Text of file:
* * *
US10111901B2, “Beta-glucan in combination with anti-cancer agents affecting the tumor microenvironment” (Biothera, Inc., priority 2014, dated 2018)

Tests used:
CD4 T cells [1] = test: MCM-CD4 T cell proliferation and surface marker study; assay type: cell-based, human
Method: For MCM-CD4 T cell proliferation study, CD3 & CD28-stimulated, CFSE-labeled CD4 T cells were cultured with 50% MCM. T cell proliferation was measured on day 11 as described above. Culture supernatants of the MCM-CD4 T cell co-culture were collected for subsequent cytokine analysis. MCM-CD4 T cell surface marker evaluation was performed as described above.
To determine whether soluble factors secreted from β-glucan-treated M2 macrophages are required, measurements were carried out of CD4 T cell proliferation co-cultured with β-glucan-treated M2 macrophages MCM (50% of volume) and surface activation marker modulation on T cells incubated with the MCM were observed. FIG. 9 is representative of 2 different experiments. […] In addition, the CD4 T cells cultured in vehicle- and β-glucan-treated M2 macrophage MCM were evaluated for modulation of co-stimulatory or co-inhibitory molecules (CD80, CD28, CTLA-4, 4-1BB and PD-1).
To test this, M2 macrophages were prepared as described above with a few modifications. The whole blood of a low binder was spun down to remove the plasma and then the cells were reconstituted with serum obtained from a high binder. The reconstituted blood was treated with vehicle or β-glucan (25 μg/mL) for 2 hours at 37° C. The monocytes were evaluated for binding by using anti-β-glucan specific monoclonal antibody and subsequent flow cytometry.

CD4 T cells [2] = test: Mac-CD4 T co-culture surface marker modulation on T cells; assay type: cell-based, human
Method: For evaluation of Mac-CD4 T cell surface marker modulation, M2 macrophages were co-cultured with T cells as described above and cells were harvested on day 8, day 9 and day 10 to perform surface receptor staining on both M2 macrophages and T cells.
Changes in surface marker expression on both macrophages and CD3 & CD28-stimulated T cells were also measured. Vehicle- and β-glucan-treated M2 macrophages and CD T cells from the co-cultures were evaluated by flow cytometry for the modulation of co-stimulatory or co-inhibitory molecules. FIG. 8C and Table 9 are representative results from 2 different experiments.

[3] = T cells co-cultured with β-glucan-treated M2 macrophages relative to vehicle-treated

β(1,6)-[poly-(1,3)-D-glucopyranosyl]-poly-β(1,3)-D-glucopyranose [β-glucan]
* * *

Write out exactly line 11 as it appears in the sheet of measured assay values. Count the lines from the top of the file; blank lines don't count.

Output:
β(1,6)-[poly-(1,3)-D-glucopyranosyl]-poly-β(1,3)-D-glucopyranose [β-glucan]